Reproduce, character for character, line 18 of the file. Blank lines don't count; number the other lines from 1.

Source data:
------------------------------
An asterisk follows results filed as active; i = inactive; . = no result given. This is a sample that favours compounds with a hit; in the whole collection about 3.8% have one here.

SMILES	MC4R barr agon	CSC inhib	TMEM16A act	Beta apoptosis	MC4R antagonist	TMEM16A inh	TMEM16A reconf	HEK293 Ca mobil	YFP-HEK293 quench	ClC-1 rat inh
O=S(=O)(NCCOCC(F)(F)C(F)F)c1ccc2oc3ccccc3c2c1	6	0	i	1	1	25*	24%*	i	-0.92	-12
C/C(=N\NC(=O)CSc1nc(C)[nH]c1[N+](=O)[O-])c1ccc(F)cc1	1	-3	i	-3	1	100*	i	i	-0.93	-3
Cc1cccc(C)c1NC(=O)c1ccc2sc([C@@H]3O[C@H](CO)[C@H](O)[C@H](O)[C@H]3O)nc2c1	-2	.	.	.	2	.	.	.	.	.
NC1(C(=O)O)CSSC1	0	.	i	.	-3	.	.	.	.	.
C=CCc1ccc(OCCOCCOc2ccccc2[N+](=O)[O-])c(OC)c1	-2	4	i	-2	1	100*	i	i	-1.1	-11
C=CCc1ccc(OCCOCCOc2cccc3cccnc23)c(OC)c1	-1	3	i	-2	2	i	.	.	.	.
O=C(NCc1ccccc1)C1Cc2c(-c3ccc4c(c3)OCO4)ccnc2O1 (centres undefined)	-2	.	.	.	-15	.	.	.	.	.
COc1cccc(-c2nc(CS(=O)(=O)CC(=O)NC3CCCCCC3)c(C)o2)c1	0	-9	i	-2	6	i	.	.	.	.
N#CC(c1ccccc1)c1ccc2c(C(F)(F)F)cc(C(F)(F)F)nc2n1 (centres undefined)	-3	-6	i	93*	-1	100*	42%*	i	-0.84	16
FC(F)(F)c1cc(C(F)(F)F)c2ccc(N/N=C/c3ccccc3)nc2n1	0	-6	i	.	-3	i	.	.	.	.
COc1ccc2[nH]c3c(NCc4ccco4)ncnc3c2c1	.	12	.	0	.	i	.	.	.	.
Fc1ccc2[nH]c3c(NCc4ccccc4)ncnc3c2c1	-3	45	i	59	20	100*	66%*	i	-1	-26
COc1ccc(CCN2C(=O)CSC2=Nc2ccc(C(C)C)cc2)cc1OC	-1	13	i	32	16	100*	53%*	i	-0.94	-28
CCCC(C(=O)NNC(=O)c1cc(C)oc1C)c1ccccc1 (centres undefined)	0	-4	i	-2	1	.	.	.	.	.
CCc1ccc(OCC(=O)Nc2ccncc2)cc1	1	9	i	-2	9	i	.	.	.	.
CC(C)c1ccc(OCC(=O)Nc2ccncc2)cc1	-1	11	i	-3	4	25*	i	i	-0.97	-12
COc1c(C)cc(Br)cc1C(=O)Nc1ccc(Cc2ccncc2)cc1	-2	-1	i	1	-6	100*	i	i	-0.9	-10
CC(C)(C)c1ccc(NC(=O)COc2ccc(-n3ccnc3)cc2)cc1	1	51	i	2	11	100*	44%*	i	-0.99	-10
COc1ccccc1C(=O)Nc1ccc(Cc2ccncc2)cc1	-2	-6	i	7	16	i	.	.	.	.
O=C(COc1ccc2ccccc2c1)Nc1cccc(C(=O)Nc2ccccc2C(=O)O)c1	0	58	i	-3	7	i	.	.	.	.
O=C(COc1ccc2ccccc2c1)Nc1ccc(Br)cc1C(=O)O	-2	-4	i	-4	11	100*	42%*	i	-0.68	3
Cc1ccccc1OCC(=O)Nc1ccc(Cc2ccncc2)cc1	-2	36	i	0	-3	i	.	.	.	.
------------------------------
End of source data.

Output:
CC(C)c1ccc(OCC(=O)Nc2ccncc2)cc1	-1	11	i	-3	4	25*	i	i	-0.97	-12